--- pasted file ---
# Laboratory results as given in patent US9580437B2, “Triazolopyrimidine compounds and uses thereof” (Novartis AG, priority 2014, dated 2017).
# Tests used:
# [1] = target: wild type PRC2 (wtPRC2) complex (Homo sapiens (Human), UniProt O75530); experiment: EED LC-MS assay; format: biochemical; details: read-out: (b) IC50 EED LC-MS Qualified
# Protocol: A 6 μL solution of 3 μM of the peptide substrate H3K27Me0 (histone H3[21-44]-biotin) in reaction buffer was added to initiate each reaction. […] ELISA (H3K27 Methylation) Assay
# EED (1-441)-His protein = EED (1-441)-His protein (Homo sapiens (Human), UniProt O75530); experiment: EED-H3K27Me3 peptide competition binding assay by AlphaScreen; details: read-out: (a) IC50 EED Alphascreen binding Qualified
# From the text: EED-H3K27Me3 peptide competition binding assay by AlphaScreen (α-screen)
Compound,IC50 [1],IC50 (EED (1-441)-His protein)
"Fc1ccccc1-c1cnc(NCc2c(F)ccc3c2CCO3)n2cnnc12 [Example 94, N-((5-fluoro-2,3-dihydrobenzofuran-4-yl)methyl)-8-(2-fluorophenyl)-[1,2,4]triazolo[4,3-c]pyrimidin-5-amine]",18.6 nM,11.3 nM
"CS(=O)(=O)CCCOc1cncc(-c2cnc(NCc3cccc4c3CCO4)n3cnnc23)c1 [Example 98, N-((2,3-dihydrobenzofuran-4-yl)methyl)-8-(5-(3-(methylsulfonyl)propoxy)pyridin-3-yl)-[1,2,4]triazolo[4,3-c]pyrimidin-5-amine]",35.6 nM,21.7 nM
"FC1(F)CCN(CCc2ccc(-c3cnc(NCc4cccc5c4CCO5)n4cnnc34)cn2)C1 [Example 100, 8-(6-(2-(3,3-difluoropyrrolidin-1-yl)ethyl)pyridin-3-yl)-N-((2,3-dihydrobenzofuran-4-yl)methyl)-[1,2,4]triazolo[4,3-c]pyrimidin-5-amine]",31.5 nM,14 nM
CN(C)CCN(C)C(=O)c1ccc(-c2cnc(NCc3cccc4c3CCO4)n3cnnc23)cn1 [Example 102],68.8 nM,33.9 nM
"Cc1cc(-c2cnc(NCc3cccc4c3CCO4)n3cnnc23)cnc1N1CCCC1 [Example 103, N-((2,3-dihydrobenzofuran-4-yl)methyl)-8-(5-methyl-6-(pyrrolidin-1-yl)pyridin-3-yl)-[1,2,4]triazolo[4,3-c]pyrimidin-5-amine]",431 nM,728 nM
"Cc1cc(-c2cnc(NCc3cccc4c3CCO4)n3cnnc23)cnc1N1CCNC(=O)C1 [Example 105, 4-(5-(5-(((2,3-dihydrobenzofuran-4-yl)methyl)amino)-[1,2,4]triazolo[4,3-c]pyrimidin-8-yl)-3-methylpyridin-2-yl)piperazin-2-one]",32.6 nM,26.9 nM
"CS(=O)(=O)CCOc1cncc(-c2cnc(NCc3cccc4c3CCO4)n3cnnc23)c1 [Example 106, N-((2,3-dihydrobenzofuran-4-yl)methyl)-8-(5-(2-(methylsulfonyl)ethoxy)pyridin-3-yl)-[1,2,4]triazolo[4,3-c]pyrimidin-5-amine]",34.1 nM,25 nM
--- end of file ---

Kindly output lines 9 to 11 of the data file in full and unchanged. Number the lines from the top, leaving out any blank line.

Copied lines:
"CS(=O)(=O)CCCOc1cncc(-c2cnc(NCc3cccc4c3CCO4)n3cnnc23)c1 [Example 98, N-((2,3-dihydrobenzofuran-4-yl)methyl)-8-(5-(3-(methylsulfonyl)propoxy)pyridin-3-yl)-[1,2,4]triazolo[4,3-c]pyrimidin-5-amine]",35.6 nM,21.7 nM
"FC1(F)CCN(CCc2ccc(-c3cnc(NCc4cccc5c4CCO5)n4cnnc34)cn2)C1 [Example 100, 8-(6-(2-(3,3-difluoropyrrolidin-1-yl)ethyl)pyridin-3-yl)-N-((2,3-dihydrobenzofuran-4-yl)methyl)-[1,2,4]triazolo[4,3-c]pyrimidin-5-amine]",31.5 nM,14 nM
CN(C)CCN(C)C(=O)c1ccc(-c2cnc(NCc3cccc4c3CCO4)n3cnnc23)cn1 [Example 102],68.8 nM,33.9 nM